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$1.5 million database for Kazahk orphans and potential parents: Dealing with corruption in orphanages

 

Orphanages and adoption has become a sore spot of the child protection in Kazakhstan for a number of reasons. In spring 2014, a Kazakh lawmaker Dariga Nazarbayev suggested closing down all 184 institutions involved in the care of orphans including orphanages, youth houses, group homes and Dom Malyutki orphanages for babies. The ultimate goal behind Nazarbayeva’s suggestion was ensuring that all 32,362 registered orphans and social orphans eventually have families.

But to realize Nazarbayeva’s idea, major changes are required in Kazakhstan’s adoption system. As the conventional wisdom goes, adoption of a healthy child from an orphanage is close to impossible thanks to heads of local orphanages and other officials involved in the process of adoption. Adoption of a child with health issues, too, is not an easy thing to do in Kazakhstan. The conventional wisdom would have turned into some sort of an urban legend, if it had no facts to back it up. Earlier, Deputy Prosecutor General Andrey Kravchenko talked about key problems in the Kazakhstani adoption system.

First and foremost, corruption cripples the Kazakh adoption system robbing orphans of a chance for a family. Between 1999 and 2006, the Prosecutor General’s Office of Kazakhstan detected 165 cases of adoption by foreigners that did not follow the regulations and procedures. According to the state legislation, Kazakhstani citizens have a priority in adoption. Foreigners, in turn, can adopt children that were not adopted by local families. Then again, it is not a new practice. Yet, thousands of Kazakhstani families continue to wait for their turn for adoption. Meanwhile, some dishonest heads of orphanages, adoption committees and others wait for families willing to pay for a child.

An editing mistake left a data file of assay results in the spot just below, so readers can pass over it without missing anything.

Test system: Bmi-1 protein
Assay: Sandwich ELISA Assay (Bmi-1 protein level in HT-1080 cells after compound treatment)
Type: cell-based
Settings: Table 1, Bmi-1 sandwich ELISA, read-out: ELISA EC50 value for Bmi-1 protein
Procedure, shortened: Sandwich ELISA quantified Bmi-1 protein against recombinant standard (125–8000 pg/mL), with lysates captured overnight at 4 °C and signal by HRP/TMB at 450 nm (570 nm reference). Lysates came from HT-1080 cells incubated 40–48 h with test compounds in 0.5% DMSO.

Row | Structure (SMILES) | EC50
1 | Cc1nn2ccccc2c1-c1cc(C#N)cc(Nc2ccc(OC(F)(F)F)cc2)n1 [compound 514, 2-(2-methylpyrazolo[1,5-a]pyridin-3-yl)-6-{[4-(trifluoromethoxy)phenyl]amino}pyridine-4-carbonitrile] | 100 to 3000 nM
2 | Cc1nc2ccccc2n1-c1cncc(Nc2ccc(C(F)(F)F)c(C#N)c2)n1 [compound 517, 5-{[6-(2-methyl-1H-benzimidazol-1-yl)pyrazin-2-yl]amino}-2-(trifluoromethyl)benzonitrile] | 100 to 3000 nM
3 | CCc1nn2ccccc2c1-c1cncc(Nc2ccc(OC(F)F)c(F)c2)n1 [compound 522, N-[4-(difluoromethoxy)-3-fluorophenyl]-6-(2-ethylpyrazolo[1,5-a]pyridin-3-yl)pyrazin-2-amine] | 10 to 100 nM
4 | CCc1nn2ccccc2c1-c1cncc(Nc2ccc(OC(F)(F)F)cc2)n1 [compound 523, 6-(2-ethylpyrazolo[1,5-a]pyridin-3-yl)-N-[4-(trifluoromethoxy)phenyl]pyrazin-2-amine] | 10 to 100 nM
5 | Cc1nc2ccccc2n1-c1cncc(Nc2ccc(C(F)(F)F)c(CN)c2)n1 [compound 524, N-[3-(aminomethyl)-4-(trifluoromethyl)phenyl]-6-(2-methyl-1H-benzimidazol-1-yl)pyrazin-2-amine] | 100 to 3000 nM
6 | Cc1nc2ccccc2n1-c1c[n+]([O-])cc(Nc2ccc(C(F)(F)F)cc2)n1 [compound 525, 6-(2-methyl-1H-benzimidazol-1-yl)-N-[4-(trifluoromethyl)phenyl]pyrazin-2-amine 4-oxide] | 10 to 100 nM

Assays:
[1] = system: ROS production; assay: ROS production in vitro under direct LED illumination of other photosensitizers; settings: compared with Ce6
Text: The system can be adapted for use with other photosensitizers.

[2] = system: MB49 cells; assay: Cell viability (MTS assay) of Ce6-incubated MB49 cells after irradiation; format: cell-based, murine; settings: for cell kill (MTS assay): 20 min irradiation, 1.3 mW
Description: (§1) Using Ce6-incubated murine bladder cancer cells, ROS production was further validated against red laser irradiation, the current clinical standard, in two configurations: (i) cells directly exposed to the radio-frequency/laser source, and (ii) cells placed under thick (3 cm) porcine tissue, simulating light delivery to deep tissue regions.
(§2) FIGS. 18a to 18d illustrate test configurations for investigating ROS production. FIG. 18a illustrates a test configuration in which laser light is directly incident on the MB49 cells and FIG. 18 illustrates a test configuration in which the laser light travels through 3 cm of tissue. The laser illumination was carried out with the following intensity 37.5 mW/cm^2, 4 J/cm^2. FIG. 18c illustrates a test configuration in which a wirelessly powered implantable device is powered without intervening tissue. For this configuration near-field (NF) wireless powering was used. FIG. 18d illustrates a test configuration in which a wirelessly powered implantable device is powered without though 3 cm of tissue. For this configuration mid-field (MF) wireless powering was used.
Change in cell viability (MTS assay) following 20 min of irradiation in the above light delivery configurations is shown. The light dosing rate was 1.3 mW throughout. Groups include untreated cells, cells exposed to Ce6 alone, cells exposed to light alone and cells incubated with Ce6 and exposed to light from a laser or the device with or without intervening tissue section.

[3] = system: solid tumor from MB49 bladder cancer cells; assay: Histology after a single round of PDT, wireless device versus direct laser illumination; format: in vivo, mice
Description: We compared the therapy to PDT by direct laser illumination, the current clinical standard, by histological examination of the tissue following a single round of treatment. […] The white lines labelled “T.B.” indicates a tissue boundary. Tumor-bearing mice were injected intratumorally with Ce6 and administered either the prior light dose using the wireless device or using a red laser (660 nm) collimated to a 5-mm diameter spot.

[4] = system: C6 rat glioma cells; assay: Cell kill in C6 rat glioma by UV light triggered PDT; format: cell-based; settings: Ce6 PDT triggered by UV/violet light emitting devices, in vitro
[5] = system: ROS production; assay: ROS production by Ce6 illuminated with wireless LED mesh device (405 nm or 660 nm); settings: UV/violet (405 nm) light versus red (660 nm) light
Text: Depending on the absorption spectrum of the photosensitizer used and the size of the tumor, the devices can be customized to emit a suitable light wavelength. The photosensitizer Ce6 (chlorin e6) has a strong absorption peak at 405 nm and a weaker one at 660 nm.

Another conventional wisdom says that orphanage officials never show healthy children for adoption. Corruption weaves its way through again. But Kravchenko outlined another important problem here: children do not have equal opportunities for adoption when hidden from potential adoptive parents.

Kravchenko suggested opening an official database for orphans and potential adoptive parents from all over Kazakhstan. “Our project was approved by the government. $1.5 million have been allocated from the 2015-2017 state budget for the creation of the official database,” Kravchenko said.

“Giving officially registered potential adotive parents direct access to the database with the information about all orphanes, would elimitate subjective interference of corrupt officials in choosing a child,” Kravchenko explained.

The project is especially relevant today, as the Prosecutor General’s Office observes a growing number of child-sale related crimes. While in 2012 there were 2 child-sale cases discovered, in 2013 there were 25 cases. In 2014, the Prosecutor General’s Office registered 15 crimes related to sales of child.

“In each of these cases, individuals bypass the exhisting regulations for adoption and turn to maternity hospitals to buy children. Medical and social service personnel become middlemen and in some cases the sellers of newborns abandoned by parents. For instance, two workers of a maternity hospital in South Kazakhstan Oblast were sentenced to 8 years of imprisonment for selling a newborn for $6 thousand. A member of the adoption committee of Zhambyl Oblast was sentenced to 7.5 years of imprisonment for helping a mother sell a baby for $900,” the Prosecutor General’s Deputy said.

 

Candidates for adoption face difficulties both on beauratcatic and administrative levels, which complicates the adoption process even more. The waiting period lasts for months and months, sometimes even years.

According to the Prosecutor General’s Office, there are 2,813 officaily registred candidates for adoption of orphans. “I think in reality there are more families and individuals willing to adopt a child. We found 457 individuals who adopted children without being officially registered as candidates for adoption,” Kravchenko stated. Orphans who can be adopted, too, are not properly registered by the state.

While officials are working on elimination of the flaws in the adoption system of Kazakhstan through the implementation of the database project, dishonest and heartless individuals live off the desperation of future adoptive parents and tragedy of orphaned children.

By Gyuzel Kamalova (Assel Satayeva contributed to the story

 

http://en.tengrinews.kz/people/15-million-database-for-orphans-and-potential-parents-259079/

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